Champagne Baudry

23rd June 2016

Champagne Baudry

Champagne Baudry in Neuville-sur-Seine is really a family affair. They’ve been grape growers since the 1660’s. Brothers , Armel and José, now run the business. I met Armel in their beautifully restored 400 year old house.

The family has 20ha of vines in Neuville-sur-Seine and five surrounding villages. Armel noted that at the beginning of the C20th this wouldn’t have been possible. The average vineyard was around 3ha as any bigger was too labour intensive.

They have 80% Pinot Noir and 20% Chardonnay. The former variety was first planted in the 1950’s. Pinot Meunier isn’t suitable for the Côte des Bar and the house isn’t interested in making three variety blends. They also don’t want to use varieties such as Pinot Blanc which are making a slow comeback.


The house cultivates their vines with respect for the environment. They’ve chosen Terra Vitis certification for its flexibility. Organic grape growing doesn’t adapt its practices to particular conditions like this year’s heavy rains and the threat of different kinds of mildew.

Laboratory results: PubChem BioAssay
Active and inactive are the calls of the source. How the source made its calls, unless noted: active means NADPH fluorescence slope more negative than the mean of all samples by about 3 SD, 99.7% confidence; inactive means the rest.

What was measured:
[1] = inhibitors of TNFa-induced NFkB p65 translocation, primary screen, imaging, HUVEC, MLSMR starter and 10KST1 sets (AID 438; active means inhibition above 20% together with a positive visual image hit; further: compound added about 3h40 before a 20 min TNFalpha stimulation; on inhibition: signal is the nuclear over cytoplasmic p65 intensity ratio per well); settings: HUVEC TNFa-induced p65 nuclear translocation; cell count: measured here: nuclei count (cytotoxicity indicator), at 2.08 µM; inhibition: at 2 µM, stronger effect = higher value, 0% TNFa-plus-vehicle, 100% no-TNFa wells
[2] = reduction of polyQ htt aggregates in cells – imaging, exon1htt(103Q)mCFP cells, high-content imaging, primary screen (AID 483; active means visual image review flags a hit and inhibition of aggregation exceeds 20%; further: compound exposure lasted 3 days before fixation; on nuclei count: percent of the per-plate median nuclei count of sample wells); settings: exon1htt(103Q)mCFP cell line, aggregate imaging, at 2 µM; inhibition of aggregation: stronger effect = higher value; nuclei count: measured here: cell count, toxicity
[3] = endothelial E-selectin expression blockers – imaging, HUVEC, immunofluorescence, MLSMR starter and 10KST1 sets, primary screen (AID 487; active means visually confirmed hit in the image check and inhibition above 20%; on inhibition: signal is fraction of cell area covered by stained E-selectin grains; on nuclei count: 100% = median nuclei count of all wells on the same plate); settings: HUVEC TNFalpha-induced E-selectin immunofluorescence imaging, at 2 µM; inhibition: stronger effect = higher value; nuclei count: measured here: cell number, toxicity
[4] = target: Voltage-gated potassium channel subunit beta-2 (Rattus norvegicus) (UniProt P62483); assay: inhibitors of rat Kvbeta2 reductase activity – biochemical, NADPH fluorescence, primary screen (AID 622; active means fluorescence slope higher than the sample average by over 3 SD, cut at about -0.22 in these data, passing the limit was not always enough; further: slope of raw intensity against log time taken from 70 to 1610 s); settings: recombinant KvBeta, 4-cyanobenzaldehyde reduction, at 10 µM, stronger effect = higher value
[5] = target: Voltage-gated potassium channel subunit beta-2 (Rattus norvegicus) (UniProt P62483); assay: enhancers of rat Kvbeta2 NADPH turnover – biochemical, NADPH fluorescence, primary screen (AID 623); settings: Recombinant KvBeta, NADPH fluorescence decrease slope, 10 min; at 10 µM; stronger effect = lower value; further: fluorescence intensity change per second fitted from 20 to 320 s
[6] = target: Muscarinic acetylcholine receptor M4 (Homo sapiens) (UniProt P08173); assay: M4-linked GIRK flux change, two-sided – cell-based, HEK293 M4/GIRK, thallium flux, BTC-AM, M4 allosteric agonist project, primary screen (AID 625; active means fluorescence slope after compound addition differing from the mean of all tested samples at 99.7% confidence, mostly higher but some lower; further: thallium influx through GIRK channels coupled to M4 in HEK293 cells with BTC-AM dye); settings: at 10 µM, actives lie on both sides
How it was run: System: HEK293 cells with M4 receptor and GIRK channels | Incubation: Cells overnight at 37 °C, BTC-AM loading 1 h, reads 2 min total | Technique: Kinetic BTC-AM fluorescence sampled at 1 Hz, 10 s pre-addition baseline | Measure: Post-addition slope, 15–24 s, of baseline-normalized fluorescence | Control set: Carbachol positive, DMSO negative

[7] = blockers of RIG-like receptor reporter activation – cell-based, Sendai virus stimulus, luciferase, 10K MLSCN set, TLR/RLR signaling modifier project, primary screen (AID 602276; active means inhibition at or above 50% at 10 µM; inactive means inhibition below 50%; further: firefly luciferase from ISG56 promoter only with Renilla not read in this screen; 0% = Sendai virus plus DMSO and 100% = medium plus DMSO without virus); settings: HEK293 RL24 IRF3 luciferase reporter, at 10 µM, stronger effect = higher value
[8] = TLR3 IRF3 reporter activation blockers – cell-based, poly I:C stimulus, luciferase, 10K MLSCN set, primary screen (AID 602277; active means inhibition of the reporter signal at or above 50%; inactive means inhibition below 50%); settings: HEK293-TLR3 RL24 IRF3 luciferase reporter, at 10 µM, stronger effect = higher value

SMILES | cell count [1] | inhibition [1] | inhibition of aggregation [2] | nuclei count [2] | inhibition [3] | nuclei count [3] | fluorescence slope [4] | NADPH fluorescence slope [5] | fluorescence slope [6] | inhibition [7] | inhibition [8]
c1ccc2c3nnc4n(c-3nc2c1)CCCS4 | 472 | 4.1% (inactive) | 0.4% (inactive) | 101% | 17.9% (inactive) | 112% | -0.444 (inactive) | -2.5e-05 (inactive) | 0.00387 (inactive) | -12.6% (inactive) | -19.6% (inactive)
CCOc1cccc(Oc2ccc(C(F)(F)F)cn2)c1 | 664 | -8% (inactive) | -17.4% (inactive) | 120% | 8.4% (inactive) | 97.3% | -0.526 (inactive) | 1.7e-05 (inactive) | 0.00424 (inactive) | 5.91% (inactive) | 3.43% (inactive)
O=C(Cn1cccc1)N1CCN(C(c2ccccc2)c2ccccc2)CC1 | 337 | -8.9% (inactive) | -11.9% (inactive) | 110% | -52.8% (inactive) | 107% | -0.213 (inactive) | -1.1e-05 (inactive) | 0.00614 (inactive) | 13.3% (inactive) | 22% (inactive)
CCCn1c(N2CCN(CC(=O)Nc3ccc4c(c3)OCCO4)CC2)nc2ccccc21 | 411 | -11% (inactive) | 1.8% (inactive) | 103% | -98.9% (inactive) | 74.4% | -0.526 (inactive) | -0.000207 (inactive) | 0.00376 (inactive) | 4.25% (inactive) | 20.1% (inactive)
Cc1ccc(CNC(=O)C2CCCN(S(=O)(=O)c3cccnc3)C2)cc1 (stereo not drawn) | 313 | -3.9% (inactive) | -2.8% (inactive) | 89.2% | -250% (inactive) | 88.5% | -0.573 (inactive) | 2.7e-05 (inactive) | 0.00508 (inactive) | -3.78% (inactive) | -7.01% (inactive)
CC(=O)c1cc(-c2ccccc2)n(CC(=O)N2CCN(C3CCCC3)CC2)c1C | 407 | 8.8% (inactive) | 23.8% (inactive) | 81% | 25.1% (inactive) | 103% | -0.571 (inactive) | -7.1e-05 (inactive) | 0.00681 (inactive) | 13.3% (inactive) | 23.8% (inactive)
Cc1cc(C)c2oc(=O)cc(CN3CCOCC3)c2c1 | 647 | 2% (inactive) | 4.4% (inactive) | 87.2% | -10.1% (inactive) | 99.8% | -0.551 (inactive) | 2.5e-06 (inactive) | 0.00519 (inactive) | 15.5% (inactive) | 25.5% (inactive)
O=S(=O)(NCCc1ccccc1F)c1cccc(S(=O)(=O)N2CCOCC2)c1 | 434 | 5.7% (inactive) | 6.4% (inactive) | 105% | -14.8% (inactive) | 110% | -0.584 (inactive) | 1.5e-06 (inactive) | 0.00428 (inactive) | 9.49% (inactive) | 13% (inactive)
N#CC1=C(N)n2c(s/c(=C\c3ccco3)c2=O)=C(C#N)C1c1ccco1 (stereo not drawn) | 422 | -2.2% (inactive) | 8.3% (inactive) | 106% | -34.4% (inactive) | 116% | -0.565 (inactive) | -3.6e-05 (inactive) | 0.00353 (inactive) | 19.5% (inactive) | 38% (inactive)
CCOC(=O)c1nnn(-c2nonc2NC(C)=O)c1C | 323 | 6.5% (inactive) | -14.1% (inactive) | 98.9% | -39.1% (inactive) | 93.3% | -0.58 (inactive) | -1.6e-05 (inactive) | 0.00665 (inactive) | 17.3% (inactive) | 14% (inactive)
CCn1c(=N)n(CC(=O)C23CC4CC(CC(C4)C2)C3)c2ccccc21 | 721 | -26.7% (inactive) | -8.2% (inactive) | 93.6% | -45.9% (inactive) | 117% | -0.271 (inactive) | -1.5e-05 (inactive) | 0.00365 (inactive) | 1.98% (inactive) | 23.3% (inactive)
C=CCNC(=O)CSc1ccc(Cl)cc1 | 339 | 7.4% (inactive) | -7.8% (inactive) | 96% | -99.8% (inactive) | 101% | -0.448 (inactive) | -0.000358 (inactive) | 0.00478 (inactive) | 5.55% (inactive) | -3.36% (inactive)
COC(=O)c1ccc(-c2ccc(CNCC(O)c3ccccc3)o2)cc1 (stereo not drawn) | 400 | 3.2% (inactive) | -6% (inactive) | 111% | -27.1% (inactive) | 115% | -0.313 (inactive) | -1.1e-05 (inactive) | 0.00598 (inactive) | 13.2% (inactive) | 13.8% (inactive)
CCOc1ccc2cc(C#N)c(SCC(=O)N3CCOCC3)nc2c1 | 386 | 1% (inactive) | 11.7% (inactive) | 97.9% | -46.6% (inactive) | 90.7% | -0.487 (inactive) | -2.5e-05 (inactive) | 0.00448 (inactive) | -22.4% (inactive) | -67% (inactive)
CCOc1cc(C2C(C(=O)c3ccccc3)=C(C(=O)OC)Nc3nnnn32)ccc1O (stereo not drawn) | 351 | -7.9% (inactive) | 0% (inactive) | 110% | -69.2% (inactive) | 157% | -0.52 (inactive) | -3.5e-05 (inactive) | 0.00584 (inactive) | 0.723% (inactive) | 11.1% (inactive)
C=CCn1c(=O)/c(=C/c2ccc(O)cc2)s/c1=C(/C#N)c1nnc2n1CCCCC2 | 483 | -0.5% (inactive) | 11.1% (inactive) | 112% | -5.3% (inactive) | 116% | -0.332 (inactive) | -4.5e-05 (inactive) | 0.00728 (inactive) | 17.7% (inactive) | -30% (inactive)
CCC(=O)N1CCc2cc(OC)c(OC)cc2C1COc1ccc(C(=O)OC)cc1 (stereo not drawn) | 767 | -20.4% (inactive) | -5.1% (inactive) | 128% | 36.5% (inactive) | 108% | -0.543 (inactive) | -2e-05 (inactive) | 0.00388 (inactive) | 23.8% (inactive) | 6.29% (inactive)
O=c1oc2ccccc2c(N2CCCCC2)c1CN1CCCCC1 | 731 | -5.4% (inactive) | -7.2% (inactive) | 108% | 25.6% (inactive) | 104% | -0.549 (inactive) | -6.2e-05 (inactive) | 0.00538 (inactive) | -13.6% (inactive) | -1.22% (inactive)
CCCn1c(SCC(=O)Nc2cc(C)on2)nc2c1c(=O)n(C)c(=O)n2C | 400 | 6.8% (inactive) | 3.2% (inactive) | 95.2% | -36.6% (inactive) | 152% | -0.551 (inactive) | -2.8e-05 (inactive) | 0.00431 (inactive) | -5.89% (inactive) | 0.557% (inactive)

The C19th statue of Notre Dame des Vignes stands on the hill overlooking Neuville-sur-Seine. She’s imploring heaven to protect the vines. The house believes in lending her a hand with the use of copper and sulphur that are both natural and efficient. They haven’t used insecticides for at least ten years.

The house carries its green philosophy from the vines to reminding their clients to recycle bottles and packaging. They aren’t though against such modern scientific procedures as genetic modification if it increases resistance to disease. Armel noted that vines planted now would only be uprooted after 40 years so scientists need to move quickly to make improvements.


The house makes 180,000 bottles a year. Their biggest market is France but they sell almost worldwide. The UK and the USA are on hold partly because of a lack of local contacts. Armel met a Chinese importer after our meeting.

The house has won an impressive list of prizes. Armel said there wasn’t an outstanding one. It was more their proof of regular quality for the house and the guarantee of the same for the customer.

It would be impossible to predict if the house could exist for another eleven generations. Armel and José have four young children and Armel believes there’s a strong possibility that there will be one who takes the house another generation further.


Jon Catt

Tour guide for the Champagne region who lives in Troyes. Specialising in family run Champagne house visits in the Aube and the Marne plus wine tours in the Yonne and Côte d'Or.